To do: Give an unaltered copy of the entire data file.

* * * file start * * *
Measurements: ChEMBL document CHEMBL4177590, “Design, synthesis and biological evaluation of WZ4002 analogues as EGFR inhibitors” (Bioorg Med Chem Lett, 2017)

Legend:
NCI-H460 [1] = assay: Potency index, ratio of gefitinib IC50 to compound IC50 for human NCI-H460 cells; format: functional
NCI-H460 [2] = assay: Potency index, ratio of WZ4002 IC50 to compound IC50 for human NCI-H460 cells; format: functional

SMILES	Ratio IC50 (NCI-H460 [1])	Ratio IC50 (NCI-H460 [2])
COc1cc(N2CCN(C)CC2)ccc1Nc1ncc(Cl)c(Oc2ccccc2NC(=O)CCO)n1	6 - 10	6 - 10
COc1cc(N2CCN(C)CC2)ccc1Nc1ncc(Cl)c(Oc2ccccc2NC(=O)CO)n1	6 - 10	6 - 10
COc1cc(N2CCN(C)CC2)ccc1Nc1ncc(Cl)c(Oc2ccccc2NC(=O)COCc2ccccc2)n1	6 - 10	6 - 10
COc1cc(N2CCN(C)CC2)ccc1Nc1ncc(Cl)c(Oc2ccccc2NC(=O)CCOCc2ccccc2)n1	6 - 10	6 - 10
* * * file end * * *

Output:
Measurements: ChEMBL document CHEMBL4177590, “Design, synthesis and biological evaluation of WZ4002 analogues as EGFR inhibitors” (Bioorg Med Chem Lett, 2017)

Legend:
NCI-H460 [1] = assay: Potency index, ratio of gefitinib IC50 to compound IC50 for human NCI-H460 cells; format: functional
NCI-H460 [2] = assay: Potency index, ratio of WZ4002 IC50 to compound IC50 for human NCI-H460 cells; format: functional

SMILES	Ratio IC50 (NCI-H460 [1])	Ratio IC50 (NCI-H460 [2])
COc1cc(N2CCN(C)CC2)ccc1Nc1ncc(Cl)c(Oc2ccccc2NC(=O)CCO)n1	6 - 10	6 - 10
COc1cc(N2CCN(C)CC2)ccc1Nc1ncc(Cl)c(Oc2ccccc2NC(=O)CO)n1	6 - 10	6 - 10
COc1cc(N2CCN(C)CC2)ccc1Nc1ncc(Cl)c(Oc2ccccc2NC(=O)COCc2ccccc2)n1	6 - 10	6 - 10
COc1cc(N2CCN(C)CC2)ccc1Nc1ncc(Cl)c(Oc2ccccc2NC(=O)CCOCc2ccccc2)n1	6 - 10	6 - 10